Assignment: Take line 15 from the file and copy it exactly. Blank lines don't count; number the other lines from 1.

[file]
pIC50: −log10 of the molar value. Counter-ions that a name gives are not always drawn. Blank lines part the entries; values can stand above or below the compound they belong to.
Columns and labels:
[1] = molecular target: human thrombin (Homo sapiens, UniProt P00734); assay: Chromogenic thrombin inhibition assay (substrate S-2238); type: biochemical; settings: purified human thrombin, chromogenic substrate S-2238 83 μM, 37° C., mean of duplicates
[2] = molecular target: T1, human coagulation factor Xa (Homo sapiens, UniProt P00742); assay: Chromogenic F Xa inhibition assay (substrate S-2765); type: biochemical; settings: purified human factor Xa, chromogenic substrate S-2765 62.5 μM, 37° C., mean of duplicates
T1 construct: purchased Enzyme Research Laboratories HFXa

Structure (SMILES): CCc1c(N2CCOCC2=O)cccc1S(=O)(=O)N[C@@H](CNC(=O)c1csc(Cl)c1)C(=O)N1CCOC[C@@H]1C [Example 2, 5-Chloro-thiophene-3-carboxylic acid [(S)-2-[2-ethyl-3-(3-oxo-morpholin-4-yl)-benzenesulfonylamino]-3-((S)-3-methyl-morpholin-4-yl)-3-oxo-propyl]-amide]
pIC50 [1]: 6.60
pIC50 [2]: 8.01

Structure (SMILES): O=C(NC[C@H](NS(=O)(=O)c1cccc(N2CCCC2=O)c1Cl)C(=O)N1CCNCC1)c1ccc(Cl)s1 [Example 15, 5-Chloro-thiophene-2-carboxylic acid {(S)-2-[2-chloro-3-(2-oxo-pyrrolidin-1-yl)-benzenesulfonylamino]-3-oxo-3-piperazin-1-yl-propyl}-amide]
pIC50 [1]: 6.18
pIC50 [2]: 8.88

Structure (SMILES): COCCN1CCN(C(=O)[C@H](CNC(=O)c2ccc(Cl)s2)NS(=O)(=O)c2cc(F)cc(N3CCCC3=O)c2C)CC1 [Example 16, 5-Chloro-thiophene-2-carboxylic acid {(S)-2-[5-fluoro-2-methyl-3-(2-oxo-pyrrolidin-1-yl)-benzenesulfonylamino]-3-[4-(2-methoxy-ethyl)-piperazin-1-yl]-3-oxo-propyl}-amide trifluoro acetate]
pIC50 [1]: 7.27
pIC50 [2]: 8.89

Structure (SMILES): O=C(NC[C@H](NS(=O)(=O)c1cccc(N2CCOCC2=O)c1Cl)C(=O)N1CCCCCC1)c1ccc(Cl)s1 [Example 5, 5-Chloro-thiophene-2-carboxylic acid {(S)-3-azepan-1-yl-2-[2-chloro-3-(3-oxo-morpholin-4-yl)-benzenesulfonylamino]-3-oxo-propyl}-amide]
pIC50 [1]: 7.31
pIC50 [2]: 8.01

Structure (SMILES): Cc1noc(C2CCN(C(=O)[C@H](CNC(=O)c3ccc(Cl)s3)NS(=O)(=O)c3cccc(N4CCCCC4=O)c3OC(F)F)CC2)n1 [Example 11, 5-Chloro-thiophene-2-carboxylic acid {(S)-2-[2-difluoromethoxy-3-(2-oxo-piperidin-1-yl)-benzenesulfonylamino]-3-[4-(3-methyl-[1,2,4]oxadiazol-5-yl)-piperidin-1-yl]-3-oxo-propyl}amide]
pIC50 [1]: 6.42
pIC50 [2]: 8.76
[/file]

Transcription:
Structure (SMILES): O=C(NC[C@H](NS(=O)(=O)c1cccc(N2CCOCC2=O)c1Cl)C(=O)N1CCCCCC1)c1ccc(Cl)s1 [Example 5, 5-Chloro-thiophene-2-carboxylic acid {(S)-3-azepan-1-yl-2-[2-chloro-3-(3-oxo-morpholin-4-yl)-benzenesulfonylamino]-3-oxo-propyl}-amide]